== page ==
How do you like the fibrament stone? Is that an aluminum perforated pizza pan on the bottom? Since my last pizza started to burn at 800+ degrees, I'm thinking of putting a perforated pan under my stones to see if I can get a sub 2 minute pie sans the excess charring on the bottom.

       Villa Roma
« Last Edit: August 18, 2007, 06:17:57 AM by Villa Roma »


Offline Randy

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Re: Little Black Egg
« Reply #50 on: August 18, 2007, 06:57:52 AM »
High temp silicone will not hold up to those kind of temps Villa.
Stove gasket might work, check you ACE hardware for high temp solutions.  Another source for a vent pipe is your local muffler place.

Randy
« Last Edit: August 18, 2007, 07:33:25 AM by Randy »

Offline Villa Roma

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Re: Little Black Egg
« Reply #51 on: August 18, 2007, 07:15:09 AM »
High temp silicone will not hold up to those kind of temps Villa.
Stove gasket mite work, check you ACE hardware for high temp solutions.  Another source for a vent pipe is your local muffler place.

Randy

Thanks for the tip Randy. I laid down a bead of RTV about an hour ago so I guess I'll watch it go up in smoke the next time I fire up. The outside of the oven doesn't get too hot so maybe it'll last for awhile.

      Villa Roma
« Last Edit: August 18, 2007, 07:36:27 AM by Villa Roma »

Offline Y-TOWN

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Re: Little Black Egg - Ohio model
« Reply #52 on: August 18, 2007, 10:20:36 AM »
Rkos.....Now you're cooking with gas, bro! It takes a few times to get the hang of it.

Maybe next time you cook, you could include some pic of your pies. We'd love to see them!

How do you like the fibrament stone? Is that an aluminum perforated pizza pan on the bottom? Since my last pizza started to burn at 800+ degrees, I'm thinking of putting a perforated pan under my stones to see if I can get a sub 2 minute pie sans the excess charring on the bottom.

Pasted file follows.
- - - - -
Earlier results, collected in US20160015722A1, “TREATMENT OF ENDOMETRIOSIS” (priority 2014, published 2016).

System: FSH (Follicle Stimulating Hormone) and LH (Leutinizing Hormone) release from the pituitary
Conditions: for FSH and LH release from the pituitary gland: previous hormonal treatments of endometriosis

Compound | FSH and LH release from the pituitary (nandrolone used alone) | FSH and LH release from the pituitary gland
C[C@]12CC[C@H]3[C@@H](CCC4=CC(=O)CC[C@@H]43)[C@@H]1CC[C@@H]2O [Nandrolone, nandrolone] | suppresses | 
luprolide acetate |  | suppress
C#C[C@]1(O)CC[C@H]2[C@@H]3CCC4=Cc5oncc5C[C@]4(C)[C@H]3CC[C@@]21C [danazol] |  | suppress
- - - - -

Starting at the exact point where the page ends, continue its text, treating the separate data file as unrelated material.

Villa Roma


The gas grill fibrament stone comes with a solid light aluminum alloy pan that MUST be used with it on the grill. The first time I used the stone it picked up a small crack - I called the company and had a long conversation with whom I believe was the owner. He said few, if any, of the stones crack and to keep using mine to see if the crack expanded and at anytime I could call and he'd replace the stone for me (nice guy - that is a pizza maker as well). He did tell me the grill pan for the stone tops out at about 1200* but in tests not using the aluminum under pan the stone has gone 1500* with no problems. He also told me about a guy that actually burned a hole in the underpan using a green egg past 1300* The only thing we could figure out was the guy was using some sort of an 0-2 injector to get that heat.

For the $63 to get that large of a stone which will not break into two pieces (has multiple fiber mats, kind of like rebar in concrete inlaid in it) and has great after purchase service and support (made in Mich. I believe), I consider it a good deal for my LBE as I've broken numerous thinner stones that were in the $15 to $20 range and are now in the trash.

The perforated pan on the bottom of the pie will work to slow the bottom of the pies char time down. I've done it for a few years now on my conventional gas grill with a stone. I put the pie in and wait until the top is 90% brown to my liking and then pull the pan off with a pair of channel locks, shake the pan and finish the pie directly on the stone in about 60 seconds or less (probably at 600*'s as I have never checked. Worked well for me, but like the LBE you need a little practice to get consistent results.


PS - the fibrament stone fellow and I talked about a steam modification to the grill. He said there are numerous small steam deals on the internet and the steam was only helpful to the baking process at the begining of the process - I'm starting to think of a small odd-shaped container that would hold only a few onces of water which could be placed on the stone like your wood chip at the beginning of the cooking process.

Please post the results of the can vent - I'm ready to modify mine if that works

Regards,

« Last Edit: August 18, 2007, 10:27:21 AM by Rkos »

Offline Villa Roma

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Re: Little Black Egg
« Reply #53 on: August 18, 2007, 11:30:51 AM »
Rkos....I'll be making pizza next weekend and I'll post the results. It'll most likely be 25% whole grains so I won't have the temp cranked up like I had with the Neapolitan. I think around 700* should work fine.

I placed a perforated pizza pan under the two 16" stones. I'll see what that does for the bottom crust.